Taking up the entire wall by the counter at Mile One Eating House in Pemberton, there is a giant topographical map of the interior of the Sea to Sky that you can peruse while waiting for your burger. As someone who is regularly in this position, I have spent a lot of time in front of it, and the scale involved seems to pique the imagination and encourage the seeds of many grand, or fanciful, adventures. One such seed for a gravel rides in BC was the idea to link the large lakes of the Bridge River area, Anderson, Seton and Carpenter in one day from Pemberton. Feeding the required route into my GPS planner revealed the true extent of the task.
What looked extremely achievable on a giant map viewed at a distance, is, of course, a series of steep climbs and descents totalling 4500m of climbing and 245km of distance with a roughly 60/40 split of gravel and pavement.
Beyond the physically necessary numbers, points of resupply and contact with the outside world would be few and far between. I’ve added my gear list here to demonstrate the balance I tried to strike between lightweight and planning for any eventuality.
Completing this in a day with some buffer to account for unforeseen difficulties required the extended daylight of the summer solstice and a good old fashioned semi alpine start to get on the road by 4am. With all bottles topped off, the first miles ticked by peacefully as the pre-dawn light revealed clear skies on the climb up to Gates Lake. This opening stretch allowed an easy rhythm as the tarmac rolled down into Darcy, with the promise of a full day ahead. Turning onto the Highland Road,
there was an immediate wake up call, as the now-dirt road pitched up unforgivingly to over 20%. Abandoning my stubborn instincts, I had to get off and push, sucking in the fresh morning air.
Once remounted, the road continued in a similar vein, trending upwards to afford some fantastic glimpses of Anderson Lake down below. The dirt was smooth, allowing for some fun, fast downhill as an antidote to the grinding climbs.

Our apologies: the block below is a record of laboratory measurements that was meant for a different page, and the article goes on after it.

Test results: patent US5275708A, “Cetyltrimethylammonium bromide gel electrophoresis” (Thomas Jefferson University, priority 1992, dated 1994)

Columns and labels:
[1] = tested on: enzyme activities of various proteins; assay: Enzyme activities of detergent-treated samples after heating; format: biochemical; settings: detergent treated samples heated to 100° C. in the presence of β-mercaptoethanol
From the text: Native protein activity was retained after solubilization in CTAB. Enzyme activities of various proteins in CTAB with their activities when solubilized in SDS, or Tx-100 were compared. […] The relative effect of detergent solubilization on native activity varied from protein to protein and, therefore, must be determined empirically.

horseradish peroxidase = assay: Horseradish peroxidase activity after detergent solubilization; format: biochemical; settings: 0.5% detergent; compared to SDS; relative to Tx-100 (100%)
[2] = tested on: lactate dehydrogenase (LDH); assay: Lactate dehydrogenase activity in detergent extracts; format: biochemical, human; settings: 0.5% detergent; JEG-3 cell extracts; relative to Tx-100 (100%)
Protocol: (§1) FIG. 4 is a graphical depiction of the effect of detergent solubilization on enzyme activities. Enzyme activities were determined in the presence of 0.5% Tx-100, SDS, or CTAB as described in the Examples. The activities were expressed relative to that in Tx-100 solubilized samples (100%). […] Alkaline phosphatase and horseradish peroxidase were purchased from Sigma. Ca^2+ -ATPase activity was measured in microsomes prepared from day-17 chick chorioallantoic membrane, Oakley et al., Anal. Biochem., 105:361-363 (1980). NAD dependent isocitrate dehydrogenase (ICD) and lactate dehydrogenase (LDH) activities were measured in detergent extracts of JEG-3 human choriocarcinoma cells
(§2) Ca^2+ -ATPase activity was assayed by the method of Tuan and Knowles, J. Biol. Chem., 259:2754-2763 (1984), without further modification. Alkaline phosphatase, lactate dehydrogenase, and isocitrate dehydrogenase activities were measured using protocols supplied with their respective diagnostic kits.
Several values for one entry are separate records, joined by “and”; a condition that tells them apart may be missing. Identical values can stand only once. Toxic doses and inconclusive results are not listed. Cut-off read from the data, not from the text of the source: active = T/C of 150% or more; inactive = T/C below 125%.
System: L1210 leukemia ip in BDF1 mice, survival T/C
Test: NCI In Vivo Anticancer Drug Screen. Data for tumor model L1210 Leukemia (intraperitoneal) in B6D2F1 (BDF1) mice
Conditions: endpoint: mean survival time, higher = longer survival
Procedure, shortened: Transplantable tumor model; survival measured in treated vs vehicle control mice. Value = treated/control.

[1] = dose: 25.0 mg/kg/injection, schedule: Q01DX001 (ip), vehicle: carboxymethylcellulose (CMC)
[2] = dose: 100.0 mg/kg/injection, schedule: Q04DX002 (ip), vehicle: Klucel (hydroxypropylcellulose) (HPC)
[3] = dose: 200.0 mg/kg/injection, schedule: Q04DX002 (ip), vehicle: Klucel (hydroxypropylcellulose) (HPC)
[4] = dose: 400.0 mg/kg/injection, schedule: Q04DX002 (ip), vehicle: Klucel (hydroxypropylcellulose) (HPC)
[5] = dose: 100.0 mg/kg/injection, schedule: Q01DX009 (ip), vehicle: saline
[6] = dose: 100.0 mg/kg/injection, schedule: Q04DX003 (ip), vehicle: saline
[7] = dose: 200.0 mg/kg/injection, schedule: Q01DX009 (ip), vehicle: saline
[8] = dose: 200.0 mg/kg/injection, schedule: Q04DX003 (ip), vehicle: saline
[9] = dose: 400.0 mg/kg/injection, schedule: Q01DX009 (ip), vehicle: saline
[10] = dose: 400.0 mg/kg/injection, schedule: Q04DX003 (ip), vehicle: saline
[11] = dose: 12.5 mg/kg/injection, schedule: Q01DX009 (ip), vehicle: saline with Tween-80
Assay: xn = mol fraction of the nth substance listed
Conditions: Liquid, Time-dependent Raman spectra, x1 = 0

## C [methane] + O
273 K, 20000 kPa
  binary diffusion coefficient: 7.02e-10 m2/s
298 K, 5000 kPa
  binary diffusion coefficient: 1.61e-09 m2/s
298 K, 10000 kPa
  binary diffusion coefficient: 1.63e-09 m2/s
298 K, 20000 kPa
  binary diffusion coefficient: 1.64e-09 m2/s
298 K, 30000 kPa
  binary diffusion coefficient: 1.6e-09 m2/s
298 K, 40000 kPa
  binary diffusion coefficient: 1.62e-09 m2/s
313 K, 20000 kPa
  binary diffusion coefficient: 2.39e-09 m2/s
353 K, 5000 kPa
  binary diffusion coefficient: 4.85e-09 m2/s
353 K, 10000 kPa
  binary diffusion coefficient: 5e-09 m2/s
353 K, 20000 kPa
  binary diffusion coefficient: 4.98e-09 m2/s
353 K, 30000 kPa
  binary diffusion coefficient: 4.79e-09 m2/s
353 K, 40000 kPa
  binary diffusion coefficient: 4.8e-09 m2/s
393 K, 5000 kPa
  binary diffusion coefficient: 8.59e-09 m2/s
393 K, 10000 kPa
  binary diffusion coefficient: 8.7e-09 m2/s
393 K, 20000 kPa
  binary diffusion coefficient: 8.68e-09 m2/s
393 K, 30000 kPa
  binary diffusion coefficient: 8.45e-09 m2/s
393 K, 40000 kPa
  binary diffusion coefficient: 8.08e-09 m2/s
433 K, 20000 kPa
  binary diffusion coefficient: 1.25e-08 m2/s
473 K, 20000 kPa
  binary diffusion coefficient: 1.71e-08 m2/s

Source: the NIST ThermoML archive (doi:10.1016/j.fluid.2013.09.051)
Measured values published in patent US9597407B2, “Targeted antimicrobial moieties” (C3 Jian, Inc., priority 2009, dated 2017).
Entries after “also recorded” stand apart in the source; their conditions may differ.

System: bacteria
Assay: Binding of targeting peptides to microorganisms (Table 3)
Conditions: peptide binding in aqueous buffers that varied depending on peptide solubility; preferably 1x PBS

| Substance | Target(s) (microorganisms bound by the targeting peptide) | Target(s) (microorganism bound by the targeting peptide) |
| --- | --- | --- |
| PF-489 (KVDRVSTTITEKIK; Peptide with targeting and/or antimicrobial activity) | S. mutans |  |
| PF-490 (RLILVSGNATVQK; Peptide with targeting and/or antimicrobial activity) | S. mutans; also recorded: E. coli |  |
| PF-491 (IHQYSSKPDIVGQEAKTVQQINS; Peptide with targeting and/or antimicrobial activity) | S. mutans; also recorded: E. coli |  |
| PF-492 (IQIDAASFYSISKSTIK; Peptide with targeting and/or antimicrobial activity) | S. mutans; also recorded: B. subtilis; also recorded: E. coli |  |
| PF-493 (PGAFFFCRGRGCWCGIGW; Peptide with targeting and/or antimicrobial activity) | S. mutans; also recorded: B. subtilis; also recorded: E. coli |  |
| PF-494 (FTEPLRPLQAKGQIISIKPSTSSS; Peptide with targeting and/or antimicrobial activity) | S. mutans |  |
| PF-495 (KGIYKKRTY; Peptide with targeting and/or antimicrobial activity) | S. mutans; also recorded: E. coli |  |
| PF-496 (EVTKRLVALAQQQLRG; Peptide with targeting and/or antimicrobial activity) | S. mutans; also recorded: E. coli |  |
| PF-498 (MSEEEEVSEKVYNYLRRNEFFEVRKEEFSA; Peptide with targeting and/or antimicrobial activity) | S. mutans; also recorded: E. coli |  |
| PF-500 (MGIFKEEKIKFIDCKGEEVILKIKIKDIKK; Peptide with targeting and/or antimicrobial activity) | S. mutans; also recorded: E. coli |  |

Rolling into Seton Portage on a short section of paved road was a breeze and the friendly folks at Lil’tem’ Mountain Hotel were happy to oblige for a refill of my water bottles. After a hearty second breakfast, it was time to tackle the crux of the route, Mission Mountain Road. This 7.5km climb at 11.6% average gradient marks the halfway point between the start and the final drop into the Pemberton valley. I had already planned to take this easy to conserve energy, however this is easier said than done when the recovery sections are still over 8%. One blessing was the gradually unveiling views of both Anderson and Seton lakes, impossibly still and deep blue in the late morning sunlight.
Once summited, the trail thundered down towards Carpenter Lake, loose rock and narrow tires allowing a few skids on the descent, before terminating at the Terghazi Dam and a small tunnel blasted out of the rock. Here, the route joined the historic Lillooet Pioneer Road, hugging the lakeshore all the way to Goldbridge and providing a welcome section of smooth pavement. With fluids dwindling, I had plenty of time to contemplate my shopping list at the general store, although the enticing vista of the Chilcotins pushed me on. The occasional convoy of off-road modified RVs were the only thing to break the peaceful, quiet rhythm on the gentle rollers.
Refreshed and recharged in Goldbridge, the road kicked up once again to Bralorne in historic gold rush country to join the Hurley FSR. This is a great and necessary road, however it is not in the same condition as any of the other dirt roads up to this point. The branch from Bralorne to the main road was narrow, with an intimate feeling that made glad of my accessible bear spray and the fact that it would only be about 10km long. The main road itself felt like a superhighway, although the loose and washboarded nature required constant attention and ‘surfing’ between smoother sections all over the road. The false flat climb dragged on as the surrounding peaks passed by until, finally, Pemberton valley opened up below and the road began to point down.
The freefall from this point involved a few stops to ensure proper brake function, a strong grip of the handlebars and a longing for some suspension to soak up the ruts that were pummelling my body.
Once back on the Meadows, surrounded by the bucolic charm of Pemberton after completing one of the best gravel rides in bc. I was fortunate enough to make it with time to spare, with no need to resort to emergency rations or headlamps, finishing back where I had started, looking at the big map on the wall.
- Chris Bowen
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